A few quick notes on the acreage numbers received Friday.  Soybean acreage at 80.04 million was a major shock, the largest bullish surprise for this report on record.  We are currently using a 47.5bpa national average yield which would be the lowest since 2014/15 given the abbreviated growing season.  The crop produced would be 3.766 billion bushels which would be the smallest since 2013/14.  However, because of the gigantic carry-in, total supplies of 4.857bbu would be the second largest on record behind only last year’s 5.000bbu.  If you use USDA’s export forecasts, 2019/20 carryout falls to 662mbu from 1.071bbu this year and would be the second largest on record.  However, we still think 2018/19 exports could prove smaller and definitely feel 2019/20 exports have downside from 1.950bbu until ASF gets better or the trade war is resolved.  If we cut exports to 1.800bbu for 2019/20 which would still be 100mbu larger than the current year, carryout rises to 812mbu which could hardly be described as supportive.  As always, this balance sheet will come down to yield which there is no strong evidence on as of July 1.

In corn, few are adopting USDA’s 91.7-million-acre whole-hog, but for illustration purposes, we will plug it in.  With a 166 yield, would give us a crop of 13.974bbu which would be the smallest since 2015/16.  Leaving demand unchanged, carryout falls to 2.019bbu vs. 2.195bbu in 2018/19.  If we cut acres back by 6 million, which we feel is pretty common for estimates, production falls to 13.212bbu, and carryout slips to 1.257bbu which the market is not reflecting today.  However, it is very easy for us to dice up the demand side of the balance sheet by way of lower feed/residual demand as well as paring ethanol demand back.  Exports at 1.800bbu vs. 2.2bbu is probably fair for now, but competition will remain cutthroat from South American for the next several months.  If yield falls from 166bpa, things get bullish very quickly.  The trick the next several weeks will be staying objective on yield potential.  With the current forecast, crop conditions will be improving as moisture and heat are received.  Does this mean yield ideas are rising from 166bpa?  Not necessarily, but it will also be difficult to cut yield ideas further at this juncture.  Areas which got crops planted look strong, but everyone knows the prospects for corn which will not be knee high by the 4th of July.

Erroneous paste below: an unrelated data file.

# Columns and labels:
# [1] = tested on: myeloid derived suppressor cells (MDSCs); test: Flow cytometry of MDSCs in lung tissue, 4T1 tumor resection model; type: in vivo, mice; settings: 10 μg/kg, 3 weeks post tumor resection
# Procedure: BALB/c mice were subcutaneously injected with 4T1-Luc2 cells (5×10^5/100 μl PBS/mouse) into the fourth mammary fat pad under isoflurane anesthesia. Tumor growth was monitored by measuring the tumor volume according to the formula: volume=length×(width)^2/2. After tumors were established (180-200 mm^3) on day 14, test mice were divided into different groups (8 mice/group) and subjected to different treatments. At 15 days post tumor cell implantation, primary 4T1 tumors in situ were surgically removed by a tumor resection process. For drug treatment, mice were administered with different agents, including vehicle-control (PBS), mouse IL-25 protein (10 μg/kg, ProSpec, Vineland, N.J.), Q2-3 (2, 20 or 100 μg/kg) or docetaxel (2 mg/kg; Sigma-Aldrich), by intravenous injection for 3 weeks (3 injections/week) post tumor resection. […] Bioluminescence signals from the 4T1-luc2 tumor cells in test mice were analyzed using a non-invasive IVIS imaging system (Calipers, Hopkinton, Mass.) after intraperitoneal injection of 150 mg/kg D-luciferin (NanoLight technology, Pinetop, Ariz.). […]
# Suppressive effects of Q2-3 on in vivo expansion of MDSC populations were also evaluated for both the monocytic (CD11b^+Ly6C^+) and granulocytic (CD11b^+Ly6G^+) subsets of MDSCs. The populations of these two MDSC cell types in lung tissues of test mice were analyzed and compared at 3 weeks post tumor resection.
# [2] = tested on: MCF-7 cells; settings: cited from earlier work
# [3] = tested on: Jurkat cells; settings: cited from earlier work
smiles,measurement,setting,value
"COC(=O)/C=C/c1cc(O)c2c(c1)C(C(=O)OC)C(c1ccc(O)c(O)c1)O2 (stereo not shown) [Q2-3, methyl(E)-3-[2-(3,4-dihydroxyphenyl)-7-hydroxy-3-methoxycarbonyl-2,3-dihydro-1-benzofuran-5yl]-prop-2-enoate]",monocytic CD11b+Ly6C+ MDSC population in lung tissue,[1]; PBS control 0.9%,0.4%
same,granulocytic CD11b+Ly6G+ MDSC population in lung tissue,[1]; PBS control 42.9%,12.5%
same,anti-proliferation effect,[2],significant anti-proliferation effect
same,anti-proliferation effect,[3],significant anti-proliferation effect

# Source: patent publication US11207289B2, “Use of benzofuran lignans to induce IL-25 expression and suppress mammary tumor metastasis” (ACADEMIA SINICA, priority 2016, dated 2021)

The other area of interest for us was spring wheat acres on Friday’s report.  “Other Spring” wheat acres totaled 12.43 million acres which would produce hard red spring planted acreage of around 11.95-12.00 million.  We are using 12.0 million acres in our balance sheet for the time being.  Assuming USDA is correct in their 2018/19 ending stocks of 313mbu, we see a crop of 535mbu assuming a national average yield of 46.0bpa.  Yield ideas could be even a bit higher as weather is very conducive to filling heads and adding bushels.  Our demand estimates see 285mbu of domestic demand which is a hair above the 5-yr average.  Exports are currently pegged at 290mbu which would be the largest in four years and the second largest since 2010/11.  Total demand of 575mbu is the largest since 2014/15.  Current ending stocks would be around 334mbu which is the largest since 1987/88.  Taking a step back, it is difficult to get bearish supply from our current estimate in our opinion.  Weather looks good and we are running out of time to cut production.  On the demand side, one could argue for higher demand, but this will require staying competitive with Canadian export offers as well as keeping spreads tight with HRW to incentivize blending.  Neither of those happen with sharply higher prices.  Based on this look at the HRS balance sheet, we feel $6.00 futures will be a good value should we be able to sustain strength from current prices.